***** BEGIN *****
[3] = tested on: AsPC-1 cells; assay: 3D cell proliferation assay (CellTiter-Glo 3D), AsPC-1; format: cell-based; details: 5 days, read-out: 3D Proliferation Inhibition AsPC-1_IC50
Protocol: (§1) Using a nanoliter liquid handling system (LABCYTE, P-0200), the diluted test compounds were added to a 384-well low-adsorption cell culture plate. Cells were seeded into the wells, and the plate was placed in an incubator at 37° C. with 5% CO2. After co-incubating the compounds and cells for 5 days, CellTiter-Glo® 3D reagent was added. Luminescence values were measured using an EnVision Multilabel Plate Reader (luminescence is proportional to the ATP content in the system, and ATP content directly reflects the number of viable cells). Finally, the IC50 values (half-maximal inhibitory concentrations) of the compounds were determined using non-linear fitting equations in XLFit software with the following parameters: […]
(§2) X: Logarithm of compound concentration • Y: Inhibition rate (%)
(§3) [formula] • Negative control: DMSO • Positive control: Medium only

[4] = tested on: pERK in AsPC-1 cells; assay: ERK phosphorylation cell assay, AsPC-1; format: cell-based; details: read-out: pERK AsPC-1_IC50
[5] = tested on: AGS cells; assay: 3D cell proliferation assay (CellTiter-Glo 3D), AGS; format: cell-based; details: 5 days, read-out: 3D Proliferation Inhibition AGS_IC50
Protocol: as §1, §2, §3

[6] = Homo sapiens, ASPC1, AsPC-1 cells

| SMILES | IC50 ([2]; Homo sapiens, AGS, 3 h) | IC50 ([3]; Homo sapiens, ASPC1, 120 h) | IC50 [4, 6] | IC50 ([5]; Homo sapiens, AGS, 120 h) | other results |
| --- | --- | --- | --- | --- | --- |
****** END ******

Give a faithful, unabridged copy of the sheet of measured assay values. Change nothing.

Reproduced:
[3] = tested on: AsPC-1 cells; assay: 3D cell proliferation assay (CellTiter-Glo 3D), AsPC-1; format: cell-based; details: 5 days, read-out: 3D Proliferation Inhibition AsPC-1_IC50
Protocol: (§1) Using a nanoliter liquid handling system (LABCYTE, P-0200), the diluted test compounds were added to a 384-well low-adsorption cell culture plate. Cells were seeded into the wells, and the plate was placed in an incubator at 37° C. with 5% CO2. After co-incubating the compounds and cells for 5 days, CellTiter-Glo® 3D reagent was added. Luminescence values were measured using an EnVision Multilabel Plate Reader (luminescence is proportional to the ATP content in the system, and ATP content directly reflects the number of viable cells). Finally, the IC50 values (half-maximal inhibitory concentrations) of the compounds were determined using non-linear fitting equations in XLFit software with the following parameters: […]
(§2) X: Logarithm of compound concentration • Y: Inhibition rate (%)
(§3) [formula] • Negative control: DMSO • Positive control: Medium only

[4] = tested on: pERK in AsPC-1 cells; assay: ERK phosphorylation cell assay, AsPC-1; format: cell-based; details: read-out: pERK AsPC-1_IC50
[5] = tested on: AGS cells; assay: 3D cell proliferation assay (CellTiter-Glo 3D), AGS; format: cell-based; details: 5 days, read-out: 3D Proliferation Inhibition AGS_IC50
Protocol: as §1, §2, §3

[6] = Homo sapiens, ASPC1, AsPC-1 cells

| SMILES | IC50 ([2]; Homo sapiens, AGS, 3 h) | IC50 ([3]; Homo sapiens, ASPC1, 120 h) | IC50 [4, 6] | IC50 ([5]; Homo sapiens, AGS, 120 h) | other results |
| --- | --- | --- | --- | --- | --- |